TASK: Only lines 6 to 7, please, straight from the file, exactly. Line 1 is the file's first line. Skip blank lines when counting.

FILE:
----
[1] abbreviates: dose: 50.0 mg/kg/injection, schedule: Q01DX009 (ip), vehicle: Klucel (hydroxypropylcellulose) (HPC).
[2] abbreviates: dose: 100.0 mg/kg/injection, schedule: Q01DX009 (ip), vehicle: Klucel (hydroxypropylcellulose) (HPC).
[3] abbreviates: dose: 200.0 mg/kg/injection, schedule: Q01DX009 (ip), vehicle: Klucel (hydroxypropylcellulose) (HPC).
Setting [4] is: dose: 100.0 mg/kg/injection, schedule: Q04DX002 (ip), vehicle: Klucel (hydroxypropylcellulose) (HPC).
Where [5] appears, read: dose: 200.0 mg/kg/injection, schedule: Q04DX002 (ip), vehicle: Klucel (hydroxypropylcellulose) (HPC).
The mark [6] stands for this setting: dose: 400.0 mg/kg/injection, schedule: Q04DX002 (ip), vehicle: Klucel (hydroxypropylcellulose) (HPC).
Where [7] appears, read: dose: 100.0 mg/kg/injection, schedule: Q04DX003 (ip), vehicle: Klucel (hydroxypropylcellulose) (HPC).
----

The mark [6] stands for this setting: dose: 400.0 mg/kg/injection, schedule: Q04DX002 (ip), vehicle: Klucel (hydroxypropylcellulose) (HPC).
Where [7] appears, read: dose: 100.0 mg/kg/injection, schedule: Q04DX003 (ip), vehicle: Klucel (hydroxypropylcellulose) (HPC).